WHAT THAT MEANS?
During the complex maceration, which lasts several days, the alcohol releases the aromas from the botanicals. And this is where the Black Forest truffle unfolds its special effect. It removes pungency and bitterness from the macerate to a minimum. This means that the entire flavor composition is very mild, but retains its spectrum-rich, typical aroma profile. Mixology describes it as “mild-complex and extraordinary.”
We call it the symphony of purest natural elements. For connoisseurs and passionate gin drinkers, the pleasure becomes an experience.
BUT HOW DOES THE TRUFFLE GET TO THE BLACK FOREST?
The answer is: not at all. Because they have always been here, at the roots of oaks, hornbeams, limes and hazelnut plants. The Black Forest Burgundy truffle was once known far beyond the state’s borders. In the early 20th century, trade in the rare tuber flourished. Jewish merchants in particular recognized the value of this natural commodity. However, on June 26, 1935, the search for and trade in the truffle was banned by the Nazi regime. (see Reich Nature Conservation Act of June 26, 1935 from the Austrian National Library) Thus, over the decades, knowledge of the local truffle species fell into oblivion.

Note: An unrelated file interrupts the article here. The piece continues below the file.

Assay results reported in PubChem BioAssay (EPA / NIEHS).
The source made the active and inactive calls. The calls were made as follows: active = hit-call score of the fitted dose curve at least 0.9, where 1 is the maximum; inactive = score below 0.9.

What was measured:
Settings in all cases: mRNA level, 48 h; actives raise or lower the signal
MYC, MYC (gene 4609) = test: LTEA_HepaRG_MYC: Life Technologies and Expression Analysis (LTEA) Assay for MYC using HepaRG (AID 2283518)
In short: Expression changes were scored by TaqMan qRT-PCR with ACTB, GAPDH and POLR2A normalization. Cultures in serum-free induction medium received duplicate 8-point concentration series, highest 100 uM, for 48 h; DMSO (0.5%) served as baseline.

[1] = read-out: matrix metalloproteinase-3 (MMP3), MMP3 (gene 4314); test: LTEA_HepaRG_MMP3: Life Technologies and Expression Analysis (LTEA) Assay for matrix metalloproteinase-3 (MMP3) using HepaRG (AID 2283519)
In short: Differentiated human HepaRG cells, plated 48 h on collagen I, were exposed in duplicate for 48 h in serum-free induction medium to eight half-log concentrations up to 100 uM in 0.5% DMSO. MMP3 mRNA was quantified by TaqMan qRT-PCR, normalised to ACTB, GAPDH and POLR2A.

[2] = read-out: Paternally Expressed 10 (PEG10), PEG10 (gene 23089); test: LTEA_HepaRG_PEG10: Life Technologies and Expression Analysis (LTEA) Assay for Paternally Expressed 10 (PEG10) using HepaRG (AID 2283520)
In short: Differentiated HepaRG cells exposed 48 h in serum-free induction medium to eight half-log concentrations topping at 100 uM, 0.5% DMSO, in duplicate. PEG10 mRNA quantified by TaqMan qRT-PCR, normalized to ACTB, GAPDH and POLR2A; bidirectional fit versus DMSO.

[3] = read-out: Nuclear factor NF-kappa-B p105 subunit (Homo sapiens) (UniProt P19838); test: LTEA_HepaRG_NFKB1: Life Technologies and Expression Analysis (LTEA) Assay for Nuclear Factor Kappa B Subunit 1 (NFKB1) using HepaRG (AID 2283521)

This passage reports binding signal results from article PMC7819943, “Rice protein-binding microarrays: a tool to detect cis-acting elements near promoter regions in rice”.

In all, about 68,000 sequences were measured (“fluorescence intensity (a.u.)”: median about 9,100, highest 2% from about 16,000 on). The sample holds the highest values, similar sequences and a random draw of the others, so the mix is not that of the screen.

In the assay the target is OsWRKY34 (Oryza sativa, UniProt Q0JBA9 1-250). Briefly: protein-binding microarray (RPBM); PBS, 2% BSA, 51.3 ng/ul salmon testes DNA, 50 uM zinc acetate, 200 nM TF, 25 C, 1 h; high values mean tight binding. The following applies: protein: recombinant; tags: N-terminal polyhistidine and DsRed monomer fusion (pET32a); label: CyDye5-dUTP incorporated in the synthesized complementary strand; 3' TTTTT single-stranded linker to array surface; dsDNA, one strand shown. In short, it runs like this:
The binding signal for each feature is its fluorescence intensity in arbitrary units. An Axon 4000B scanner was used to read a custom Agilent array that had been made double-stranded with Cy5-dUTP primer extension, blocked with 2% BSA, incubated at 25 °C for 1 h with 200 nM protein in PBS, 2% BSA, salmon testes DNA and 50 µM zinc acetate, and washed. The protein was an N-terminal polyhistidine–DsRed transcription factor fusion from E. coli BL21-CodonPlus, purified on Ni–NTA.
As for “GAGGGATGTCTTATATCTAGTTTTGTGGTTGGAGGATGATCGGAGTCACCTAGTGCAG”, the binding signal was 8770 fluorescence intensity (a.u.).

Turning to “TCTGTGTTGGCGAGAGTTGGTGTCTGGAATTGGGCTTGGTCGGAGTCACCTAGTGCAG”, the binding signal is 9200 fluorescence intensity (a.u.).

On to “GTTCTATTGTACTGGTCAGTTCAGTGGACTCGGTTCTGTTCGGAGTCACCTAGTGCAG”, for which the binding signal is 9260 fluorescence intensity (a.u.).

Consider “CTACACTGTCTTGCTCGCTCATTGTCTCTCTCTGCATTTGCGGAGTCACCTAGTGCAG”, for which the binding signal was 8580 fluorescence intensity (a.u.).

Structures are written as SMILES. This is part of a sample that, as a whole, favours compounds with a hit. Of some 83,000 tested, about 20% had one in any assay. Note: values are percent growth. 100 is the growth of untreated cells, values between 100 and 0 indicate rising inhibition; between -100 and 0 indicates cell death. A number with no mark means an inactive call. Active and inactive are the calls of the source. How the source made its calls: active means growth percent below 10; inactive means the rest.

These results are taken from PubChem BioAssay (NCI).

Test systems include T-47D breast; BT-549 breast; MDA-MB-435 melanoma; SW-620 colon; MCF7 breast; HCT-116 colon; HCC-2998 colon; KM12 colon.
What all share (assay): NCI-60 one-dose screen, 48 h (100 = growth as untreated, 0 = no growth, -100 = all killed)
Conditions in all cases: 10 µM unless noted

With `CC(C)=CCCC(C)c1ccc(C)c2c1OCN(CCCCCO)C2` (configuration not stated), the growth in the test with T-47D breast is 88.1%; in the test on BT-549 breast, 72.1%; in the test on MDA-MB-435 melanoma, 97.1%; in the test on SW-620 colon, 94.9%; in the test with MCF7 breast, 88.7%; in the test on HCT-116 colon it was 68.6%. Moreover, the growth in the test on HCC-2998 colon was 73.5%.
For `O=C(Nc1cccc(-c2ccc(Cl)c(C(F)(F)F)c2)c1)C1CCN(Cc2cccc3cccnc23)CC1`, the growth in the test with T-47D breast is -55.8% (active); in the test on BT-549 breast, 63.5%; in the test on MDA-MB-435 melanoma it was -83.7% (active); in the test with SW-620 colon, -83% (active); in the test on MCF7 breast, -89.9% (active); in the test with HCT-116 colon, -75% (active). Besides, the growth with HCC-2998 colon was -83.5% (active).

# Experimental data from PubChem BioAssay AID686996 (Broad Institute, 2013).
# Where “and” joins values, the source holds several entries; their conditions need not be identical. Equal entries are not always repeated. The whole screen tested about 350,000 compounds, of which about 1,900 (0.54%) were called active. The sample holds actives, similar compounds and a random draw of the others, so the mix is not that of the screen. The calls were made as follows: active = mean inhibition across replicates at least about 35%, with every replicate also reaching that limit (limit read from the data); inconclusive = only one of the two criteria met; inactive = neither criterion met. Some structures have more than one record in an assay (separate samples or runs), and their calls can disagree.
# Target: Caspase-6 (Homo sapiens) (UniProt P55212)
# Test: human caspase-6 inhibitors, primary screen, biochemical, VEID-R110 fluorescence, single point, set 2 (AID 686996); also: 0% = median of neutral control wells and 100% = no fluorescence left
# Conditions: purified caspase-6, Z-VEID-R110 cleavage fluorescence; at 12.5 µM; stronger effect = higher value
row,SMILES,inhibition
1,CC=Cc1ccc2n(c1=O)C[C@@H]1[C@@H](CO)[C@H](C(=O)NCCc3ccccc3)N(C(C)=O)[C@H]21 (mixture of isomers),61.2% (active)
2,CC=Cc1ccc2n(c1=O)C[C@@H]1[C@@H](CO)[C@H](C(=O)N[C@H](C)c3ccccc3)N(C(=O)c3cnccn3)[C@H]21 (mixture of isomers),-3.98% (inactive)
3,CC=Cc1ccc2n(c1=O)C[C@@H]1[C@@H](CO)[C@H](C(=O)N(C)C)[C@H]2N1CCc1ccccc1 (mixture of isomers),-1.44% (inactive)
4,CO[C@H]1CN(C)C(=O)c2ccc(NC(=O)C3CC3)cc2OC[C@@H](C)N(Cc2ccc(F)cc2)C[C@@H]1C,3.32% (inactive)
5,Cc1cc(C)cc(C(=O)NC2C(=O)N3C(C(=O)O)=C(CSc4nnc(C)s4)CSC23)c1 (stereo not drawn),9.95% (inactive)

And even today they are coveted but still strictly protected. Because the paragraph of the National Socialists is still valid in the law of Baden-Württemberg.
from the Black Forest
MADE BY HAND